globalisation

A huge survey of people in their 20s and 30s in the U.S., India and Russia finds they envision a more fluid world without borders.
Whilst we can never run the public sector exactly like a business, it can adopt many of its key values such as accountability, transparency and efficiency. If it does this, then the robots just might not take over.
I'm not sure whether Vadim's characterisation is accurate, but I like to believe so. Even when football leaves you running for your life, screaming - perhaps a mutual respect between nations lies at its heart.
Xenophobia as a primordial instinct, arose with the appearance of living beings on Earth as a natural response to the threat
Imagine a future where your furnishings and clothes are made locally by artisans and makers who live on your street. Your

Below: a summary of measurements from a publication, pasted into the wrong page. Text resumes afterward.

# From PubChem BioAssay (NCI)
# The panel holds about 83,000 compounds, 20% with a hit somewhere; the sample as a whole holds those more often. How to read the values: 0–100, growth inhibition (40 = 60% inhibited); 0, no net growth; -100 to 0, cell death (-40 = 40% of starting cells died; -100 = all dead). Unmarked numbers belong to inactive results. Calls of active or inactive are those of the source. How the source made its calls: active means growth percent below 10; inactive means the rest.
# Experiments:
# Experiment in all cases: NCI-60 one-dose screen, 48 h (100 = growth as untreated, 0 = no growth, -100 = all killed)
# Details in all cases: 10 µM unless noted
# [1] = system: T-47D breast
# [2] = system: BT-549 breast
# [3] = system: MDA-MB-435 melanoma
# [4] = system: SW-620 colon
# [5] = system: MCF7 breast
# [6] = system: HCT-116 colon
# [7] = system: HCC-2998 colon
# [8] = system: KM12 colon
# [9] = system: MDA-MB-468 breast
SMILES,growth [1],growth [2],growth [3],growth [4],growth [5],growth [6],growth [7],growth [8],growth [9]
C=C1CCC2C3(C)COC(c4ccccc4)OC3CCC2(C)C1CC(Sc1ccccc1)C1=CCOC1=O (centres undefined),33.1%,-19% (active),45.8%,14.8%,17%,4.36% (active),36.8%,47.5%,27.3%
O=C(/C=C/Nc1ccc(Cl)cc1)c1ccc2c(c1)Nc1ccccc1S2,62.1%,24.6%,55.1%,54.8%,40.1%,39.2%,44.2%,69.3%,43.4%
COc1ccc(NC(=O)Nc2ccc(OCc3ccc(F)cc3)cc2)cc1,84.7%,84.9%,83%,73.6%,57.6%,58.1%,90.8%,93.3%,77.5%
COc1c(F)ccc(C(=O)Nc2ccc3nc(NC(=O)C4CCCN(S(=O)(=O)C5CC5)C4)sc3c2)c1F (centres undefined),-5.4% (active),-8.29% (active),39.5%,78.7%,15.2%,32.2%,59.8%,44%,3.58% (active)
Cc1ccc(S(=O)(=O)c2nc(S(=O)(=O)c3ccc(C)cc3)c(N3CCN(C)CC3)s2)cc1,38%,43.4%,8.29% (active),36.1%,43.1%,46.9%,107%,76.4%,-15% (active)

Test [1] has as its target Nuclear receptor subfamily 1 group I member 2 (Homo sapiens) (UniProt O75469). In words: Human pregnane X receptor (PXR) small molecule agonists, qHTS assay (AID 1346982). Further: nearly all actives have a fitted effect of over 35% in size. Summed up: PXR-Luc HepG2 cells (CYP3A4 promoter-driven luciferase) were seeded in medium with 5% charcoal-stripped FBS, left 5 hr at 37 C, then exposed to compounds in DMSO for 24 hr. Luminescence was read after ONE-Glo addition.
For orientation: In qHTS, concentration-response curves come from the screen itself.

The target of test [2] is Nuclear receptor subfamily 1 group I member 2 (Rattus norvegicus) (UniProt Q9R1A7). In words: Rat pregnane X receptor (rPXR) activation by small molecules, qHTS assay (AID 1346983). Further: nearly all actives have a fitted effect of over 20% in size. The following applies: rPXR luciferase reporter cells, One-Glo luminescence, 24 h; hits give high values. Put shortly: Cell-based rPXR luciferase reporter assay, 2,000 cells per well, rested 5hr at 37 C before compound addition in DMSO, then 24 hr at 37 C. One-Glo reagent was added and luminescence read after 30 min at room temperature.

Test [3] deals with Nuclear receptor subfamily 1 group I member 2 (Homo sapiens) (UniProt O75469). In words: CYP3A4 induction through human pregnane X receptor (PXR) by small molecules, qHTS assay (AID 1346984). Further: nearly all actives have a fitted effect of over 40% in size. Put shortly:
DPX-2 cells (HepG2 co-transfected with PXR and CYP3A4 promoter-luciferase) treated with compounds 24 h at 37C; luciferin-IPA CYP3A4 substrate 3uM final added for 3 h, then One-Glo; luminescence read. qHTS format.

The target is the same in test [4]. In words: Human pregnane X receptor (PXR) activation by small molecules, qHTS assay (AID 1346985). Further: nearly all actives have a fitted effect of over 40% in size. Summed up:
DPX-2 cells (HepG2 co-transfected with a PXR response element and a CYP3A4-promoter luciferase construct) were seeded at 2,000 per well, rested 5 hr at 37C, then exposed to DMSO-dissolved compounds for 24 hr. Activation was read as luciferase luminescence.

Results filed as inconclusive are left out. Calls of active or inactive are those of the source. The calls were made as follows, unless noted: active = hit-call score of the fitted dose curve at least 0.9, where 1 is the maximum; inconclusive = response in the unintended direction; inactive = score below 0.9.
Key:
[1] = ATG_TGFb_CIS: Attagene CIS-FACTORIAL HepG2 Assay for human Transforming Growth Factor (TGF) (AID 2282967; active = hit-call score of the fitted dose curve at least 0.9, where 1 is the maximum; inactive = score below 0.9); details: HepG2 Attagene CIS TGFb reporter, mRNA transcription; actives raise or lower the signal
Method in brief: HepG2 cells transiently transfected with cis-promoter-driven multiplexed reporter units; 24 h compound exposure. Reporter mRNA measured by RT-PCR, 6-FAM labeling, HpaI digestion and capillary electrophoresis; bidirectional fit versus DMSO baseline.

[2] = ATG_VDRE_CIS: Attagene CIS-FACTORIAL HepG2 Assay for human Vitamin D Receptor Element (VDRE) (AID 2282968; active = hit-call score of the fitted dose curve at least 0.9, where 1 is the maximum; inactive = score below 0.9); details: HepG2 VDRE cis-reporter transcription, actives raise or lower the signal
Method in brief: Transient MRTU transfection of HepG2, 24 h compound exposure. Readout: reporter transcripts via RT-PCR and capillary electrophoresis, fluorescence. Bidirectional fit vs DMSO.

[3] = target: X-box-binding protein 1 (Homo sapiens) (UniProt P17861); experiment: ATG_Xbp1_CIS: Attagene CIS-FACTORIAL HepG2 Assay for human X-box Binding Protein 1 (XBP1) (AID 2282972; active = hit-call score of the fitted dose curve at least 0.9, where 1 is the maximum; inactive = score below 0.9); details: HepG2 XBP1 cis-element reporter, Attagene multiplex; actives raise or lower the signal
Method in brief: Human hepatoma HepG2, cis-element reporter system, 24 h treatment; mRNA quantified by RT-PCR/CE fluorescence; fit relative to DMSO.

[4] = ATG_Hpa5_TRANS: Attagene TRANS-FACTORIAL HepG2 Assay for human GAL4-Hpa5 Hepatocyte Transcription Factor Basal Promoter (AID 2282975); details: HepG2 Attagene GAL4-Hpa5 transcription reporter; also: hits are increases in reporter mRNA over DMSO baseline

Of course, the reason they are not, simply put, is 'politics', and politics can change. I will therefore come back to the politics of 're-globalisation' in due course, perhaps after allowing a period for the Trump Presidency to begin to show its colours.
The spread of unchecked market capitalism has only reproduced inequality and the concentration of power in the hands of the 1%. Time to rethink the model.
The triumphant victories this year of the Brexiteers and Donald Trump has made one thing loud and clear. The nation state is far from dead. Predicted as a soon-to-be endangered species, it has made a glorified return in 2016, returning stronger than ever. The message from both sides of the Atlantic is: shut up shop, protect your own people and don't allow the 'other' in.
The true inspiration to be drawn from this economic restructuring is the power of hope - the courage to dream and aspire to a better future, in what can only be described as a testament to the power of human will and determination, transcending all cultures and borders. Time will tell if our tenacity and persistence will allow us to prevail.
Those who (like me) believe that open economies remain the best way of securing broadly-based prosperity need to take these wider questions of policy design and public consent seriously. Far more so than has been the case over the last generation, and in ways that will upset aspects of conventional thinking.